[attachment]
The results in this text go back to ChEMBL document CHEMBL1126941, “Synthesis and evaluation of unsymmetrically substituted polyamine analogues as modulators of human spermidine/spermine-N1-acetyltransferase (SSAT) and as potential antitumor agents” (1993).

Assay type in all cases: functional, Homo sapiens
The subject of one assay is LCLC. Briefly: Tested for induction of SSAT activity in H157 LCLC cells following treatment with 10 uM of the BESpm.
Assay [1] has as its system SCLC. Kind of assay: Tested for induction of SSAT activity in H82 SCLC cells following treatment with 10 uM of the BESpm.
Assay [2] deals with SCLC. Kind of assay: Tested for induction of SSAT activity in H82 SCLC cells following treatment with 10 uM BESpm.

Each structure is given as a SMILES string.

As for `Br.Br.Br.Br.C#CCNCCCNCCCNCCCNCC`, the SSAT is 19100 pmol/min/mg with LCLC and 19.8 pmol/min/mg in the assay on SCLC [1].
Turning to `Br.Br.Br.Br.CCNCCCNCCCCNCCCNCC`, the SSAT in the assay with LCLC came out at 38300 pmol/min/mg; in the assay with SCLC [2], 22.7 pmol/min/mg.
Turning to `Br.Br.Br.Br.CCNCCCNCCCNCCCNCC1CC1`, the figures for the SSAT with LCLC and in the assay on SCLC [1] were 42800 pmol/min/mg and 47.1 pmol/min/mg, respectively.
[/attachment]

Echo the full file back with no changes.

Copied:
The results in this text go back to ChEMBL document CHEMBL1126941, “Synthesis and evaluation of unsymmetrically substituted polyamine analogues as modulators of human spermidine/spermine-N1-acetyltransferase (SSAT) and as potential antitumor agents” (1993).

Assay type in all cases: functional, Homo sapiens
The subject of one assay is LCLC. Briefly: Tested for induction of SSAT activity in H157 LCLC cells following treatment with 10 uM of the BESpm.
Assay [1] has as its system SCLC. Kind of assay: Tested for induction of SSAT activity in H82 SCLC cells following treatment with 10 uM of the BESpm.
Assay [2] deals with SCLC. Kind of assay: Tested for induction of SSAT activity in H82 SCLC cells following treatment with 10 uM BESpm.

Each structure is given as a SMILES string.

As for `Br.Br.Br.Br.C#CCNCCCNCCCNCCCNCC`, the SSAT is 19100 pmol/min/mg with LCLC and 19.8 pmol/min/mg in the assay on SCLC [1].
Turning to `Br.Br.Br.Br.CCNCCCNCCCCNCCCNCC`, the SSAT in the assay with LCLC came out at 38300 pmol/min/mg; in the assay with SCLC [2], 22.7 pmol/min/mg.
Turning to `Br.Br.Br.Br.CCNCCCNCCCNCCCNCC1CC1`, the figures for the SSAT with LCLC and in the assay on SCLC [1] were 42800 pmol/min/mg and 47.1 pmol/min/mg, respectively.